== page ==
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14,000 people in the world are infected with HIV each day

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Title: 14,000 people in the world are infected with HIV each day


1
14,000 people in the world are infected with HIV
each day
What percentage of these people are in your age
group (15-24 year olds)?
2
HIV and AIDS
Brian J. Rybarczyk, PhD University of North
Carolina-Chapel Hill brybar_at_med.unc.edu
3
Objectives
  • Define the functions of the three HIV enzymes
  • Describe HIV interactions with immune system
  • Scientifically argue pros and cons of anti-HIV
    therapies
  • Analyze impact of AIDS epidemic socially
    scientifically

4
Overview
  • HIV is a lentivirus
  • Relatively long incubation period
  • Genome is composed of 2 ssRNA
  • Associated with immune suppression

5
Key to HIV Infection
HIV attacks the immune system, the same system
that is supposed to protect the body from invaders
6
(No Transcript)
7
nucleocapsid
gp120
gp41
RNA genome
integrase
reverse transcriptase
protease
8
Origins of HIV?
Human Error Oral Polio Vaccine (OPV) development
in Africa, 1950s (disproved, Nature 407 (6801)
p.117, 2000). The River Ed Hooper
Natural Transfer SIVcpz was transferred to humans
during contact hunting accident, butchery, pet
bite, etc.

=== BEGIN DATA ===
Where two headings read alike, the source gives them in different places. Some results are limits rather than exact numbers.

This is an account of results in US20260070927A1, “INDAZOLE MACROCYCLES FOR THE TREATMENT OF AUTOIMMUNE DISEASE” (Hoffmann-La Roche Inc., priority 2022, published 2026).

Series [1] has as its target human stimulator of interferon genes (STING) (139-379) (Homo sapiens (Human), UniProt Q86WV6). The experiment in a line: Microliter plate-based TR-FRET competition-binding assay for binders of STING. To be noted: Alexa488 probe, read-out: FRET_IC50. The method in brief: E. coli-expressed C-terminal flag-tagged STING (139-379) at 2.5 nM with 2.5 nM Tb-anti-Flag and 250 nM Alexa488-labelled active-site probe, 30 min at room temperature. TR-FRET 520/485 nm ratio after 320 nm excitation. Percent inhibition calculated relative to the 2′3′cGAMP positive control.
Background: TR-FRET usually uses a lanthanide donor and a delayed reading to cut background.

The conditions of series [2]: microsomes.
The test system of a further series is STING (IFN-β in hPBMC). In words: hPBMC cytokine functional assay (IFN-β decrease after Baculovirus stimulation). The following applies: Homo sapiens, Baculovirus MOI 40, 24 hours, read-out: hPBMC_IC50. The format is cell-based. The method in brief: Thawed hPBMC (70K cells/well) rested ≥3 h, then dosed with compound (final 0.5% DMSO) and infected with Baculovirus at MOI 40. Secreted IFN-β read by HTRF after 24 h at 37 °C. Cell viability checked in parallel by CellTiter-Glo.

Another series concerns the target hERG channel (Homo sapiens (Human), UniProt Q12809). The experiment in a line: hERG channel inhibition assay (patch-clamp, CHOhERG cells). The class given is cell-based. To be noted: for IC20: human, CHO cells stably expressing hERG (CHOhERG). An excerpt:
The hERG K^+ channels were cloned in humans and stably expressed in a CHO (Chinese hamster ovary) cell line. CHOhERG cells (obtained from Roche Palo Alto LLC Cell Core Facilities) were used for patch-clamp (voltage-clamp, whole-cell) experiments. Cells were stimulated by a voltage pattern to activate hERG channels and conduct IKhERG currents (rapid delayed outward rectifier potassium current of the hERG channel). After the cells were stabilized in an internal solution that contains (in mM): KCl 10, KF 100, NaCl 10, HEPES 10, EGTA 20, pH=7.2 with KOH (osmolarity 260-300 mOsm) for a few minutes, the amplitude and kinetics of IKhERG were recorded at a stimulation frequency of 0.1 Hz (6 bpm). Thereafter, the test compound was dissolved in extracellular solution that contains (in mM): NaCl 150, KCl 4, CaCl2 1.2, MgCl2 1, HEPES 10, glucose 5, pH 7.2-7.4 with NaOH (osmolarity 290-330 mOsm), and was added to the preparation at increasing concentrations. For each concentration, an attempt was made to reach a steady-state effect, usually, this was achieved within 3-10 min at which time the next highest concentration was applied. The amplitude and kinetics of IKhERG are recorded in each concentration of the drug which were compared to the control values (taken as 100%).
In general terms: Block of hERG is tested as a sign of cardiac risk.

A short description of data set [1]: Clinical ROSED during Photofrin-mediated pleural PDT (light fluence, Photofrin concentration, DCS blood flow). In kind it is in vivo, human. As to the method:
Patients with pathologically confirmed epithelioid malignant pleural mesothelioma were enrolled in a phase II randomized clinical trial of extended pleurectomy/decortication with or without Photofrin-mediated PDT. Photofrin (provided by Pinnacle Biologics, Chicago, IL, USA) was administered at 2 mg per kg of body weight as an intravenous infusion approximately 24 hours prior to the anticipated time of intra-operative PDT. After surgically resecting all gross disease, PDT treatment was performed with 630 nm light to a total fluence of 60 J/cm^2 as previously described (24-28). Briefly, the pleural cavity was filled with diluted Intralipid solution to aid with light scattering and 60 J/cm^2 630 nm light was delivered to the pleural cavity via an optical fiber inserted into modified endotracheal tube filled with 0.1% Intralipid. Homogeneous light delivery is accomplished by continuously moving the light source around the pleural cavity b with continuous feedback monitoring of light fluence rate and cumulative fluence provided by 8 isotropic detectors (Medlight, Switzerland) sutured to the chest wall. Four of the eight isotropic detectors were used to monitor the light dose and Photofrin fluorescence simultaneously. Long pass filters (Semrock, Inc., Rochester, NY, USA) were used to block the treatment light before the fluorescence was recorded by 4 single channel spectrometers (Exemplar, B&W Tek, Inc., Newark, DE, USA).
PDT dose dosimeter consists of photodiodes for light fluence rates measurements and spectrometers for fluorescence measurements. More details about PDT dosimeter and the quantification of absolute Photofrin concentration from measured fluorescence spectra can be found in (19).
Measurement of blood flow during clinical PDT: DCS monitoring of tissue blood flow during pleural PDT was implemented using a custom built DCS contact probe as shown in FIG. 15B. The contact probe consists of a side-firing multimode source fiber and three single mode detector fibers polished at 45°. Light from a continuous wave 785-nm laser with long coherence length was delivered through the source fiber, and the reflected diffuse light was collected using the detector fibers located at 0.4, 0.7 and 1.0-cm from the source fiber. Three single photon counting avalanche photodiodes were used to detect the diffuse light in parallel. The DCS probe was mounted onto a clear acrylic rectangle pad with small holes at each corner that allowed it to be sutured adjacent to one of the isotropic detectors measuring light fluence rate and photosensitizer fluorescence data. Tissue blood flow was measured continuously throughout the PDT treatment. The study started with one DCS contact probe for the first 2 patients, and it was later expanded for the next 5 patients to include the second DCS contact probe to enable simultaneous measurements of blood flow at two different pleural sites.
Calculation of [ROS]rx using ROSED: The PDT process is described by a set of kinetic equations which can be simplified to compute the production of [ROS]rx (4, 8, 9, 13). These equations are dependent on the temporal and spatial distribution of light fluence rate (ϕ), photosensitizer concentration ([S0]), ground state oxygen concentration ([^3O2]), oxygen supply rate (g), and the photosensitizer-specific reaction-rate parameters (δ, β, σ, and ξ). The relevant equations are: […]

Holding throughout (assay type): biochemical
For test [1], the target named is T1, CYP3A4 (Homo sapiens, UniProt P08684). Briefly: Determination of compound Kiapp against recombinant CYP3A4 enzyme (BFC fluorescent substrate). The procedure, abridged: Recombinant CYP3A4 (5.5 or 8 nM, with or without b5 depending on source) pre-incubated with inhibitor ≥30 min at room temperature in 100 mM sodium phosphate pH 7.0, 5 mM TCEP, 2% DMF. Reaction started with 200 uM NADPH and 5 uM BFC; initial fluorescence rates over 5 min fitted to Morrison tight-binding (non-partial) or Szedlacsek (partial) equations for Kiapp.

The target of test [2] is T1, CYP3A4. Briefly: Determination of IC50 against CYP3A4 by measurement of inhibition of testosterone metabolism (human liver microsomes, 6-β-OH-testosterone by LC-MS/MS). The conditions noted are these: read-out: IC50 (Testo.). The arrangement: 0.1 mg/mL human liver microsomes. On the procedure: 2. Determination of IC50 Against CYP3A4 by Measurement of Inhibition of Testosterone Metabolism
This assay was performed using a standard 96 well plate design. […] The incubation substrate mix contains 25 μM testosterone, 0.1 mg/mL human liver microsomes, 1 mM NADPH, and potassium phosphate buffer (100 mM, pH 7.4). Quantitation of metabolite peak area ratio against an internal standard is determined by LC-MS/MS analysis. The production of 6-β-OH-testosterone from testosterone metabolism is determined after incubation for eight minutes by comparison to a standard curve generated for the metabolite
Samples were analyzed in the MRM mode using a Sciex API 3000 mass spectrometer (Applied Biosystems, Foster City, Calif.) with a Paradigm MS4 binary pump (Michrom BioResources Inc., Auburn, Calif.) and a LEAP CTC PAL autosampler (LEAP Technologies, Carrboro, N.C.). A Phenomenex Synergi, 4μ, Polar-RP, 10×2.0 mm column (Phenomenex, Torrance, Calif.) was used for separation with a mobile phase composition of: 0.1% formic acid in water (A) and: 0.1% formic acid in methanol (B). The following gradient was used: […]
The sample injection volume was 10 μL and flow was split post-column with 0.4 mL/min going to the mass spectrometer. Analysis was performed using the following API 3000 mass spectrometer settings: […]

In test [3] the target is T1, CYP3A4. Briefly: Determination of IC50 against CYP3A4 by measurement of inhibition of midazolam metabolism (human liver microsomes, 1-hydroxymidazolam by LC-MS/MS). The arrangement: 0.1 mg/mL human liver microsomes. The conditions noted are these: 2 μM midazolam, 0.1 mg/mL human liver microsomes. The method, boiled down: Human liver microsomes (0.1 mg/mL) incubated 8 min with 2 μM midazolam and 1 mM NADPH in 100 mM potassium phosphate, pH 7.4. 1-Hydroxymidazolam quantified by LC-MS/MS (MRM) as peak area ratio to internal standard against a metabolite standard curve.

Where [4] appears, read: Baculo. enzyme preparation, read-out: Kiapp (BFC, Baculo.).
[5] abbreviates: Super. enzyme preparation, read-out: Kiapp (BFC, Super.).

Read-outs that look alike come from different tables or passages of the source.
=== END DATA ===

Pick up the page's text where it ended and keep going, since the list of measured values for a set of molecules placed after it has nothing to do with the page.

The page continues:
www.weber.ucsd.edu/jmoore/publications/HIVorigin.
html
9
Modes of Transmission
10
Mother to Child Transmission
  • Transmission may occur either in utero or
    during or after delivery
  • Successful treatment Nevirapine (NNRTI), 4
    per one time administration immediately prior to
    delivery. 50 decrease in transmission

11
Factoids about HIV/AIDS
Life span of plasma virions 8 hours
Duration of HIV lifecycle 1.2 days
Average total HIV production 1 x 1010 virions
per day
How many virions go on to productively infect a
cell?
Perelson et. al. Science 271, p.1582-5, 1996
12
Video Demonstrations
Portrait of the Virus Lifecycle of HIV Bodys
Defense and Host Response
13
General Responses to HIV Infection
Cellular
Humoral
Cell destruction of infected cells
Neutralizing antibody production B-cells
Cytotoxic T Lymphocyte (CTL response) Natural
Killer cells, CD8 and CD4
14
CTL Response to HIV
Cytotoxic T-Lymphocytes
Need to lyse and destroy infected cells before
infectious progeny virus can be produced
CD8 and CD4 lymphocytes respond to the
presentation of (HIV-specific) epitopes in
association with MHC I and II molecules
15
antigen
Antigen Presenting Cell
Cytotoxic T-cell
16
Acute
Asymptomatic
AIDS
Level of immune response or viremia
60
10
Years
Days
1
0
17
Humoral Response
Anti-HIV antibodies produced in response to
foreign antigens Env, core proteins
Neutralizing antibodies against gp120 (env)
(V1-V3 regions of env)
Env changes amino acid sequence thus altering
effectiveness of neutralizing antibodies viral
escape
18
Current Research
1) Determine changes in V1/V2 region of SIV env
during infection characterization of viral
variants 2) Using gene arrays to evaluate host
response during infection
19
Rhesus macaque
20
HIV Envelope Protein
21
Heteroduplex Tracking Assay
22
Intrarectal challenge
probe
E660
41 wk
2 wk
8 wk
23
Intravenous challenge
probe
41 wk
E660
2 wk
8 wk
24
Neutralizing antibodies are correlated with V1/V2
diversity
25
Sequences pre- and post- Td50
IV
IR
26
How do we inhibit/treat HIV infections?
27
Approaches to anti-HIV Therapy
Virus Entry Neutralizing antibodies, CD4
analogs, T-20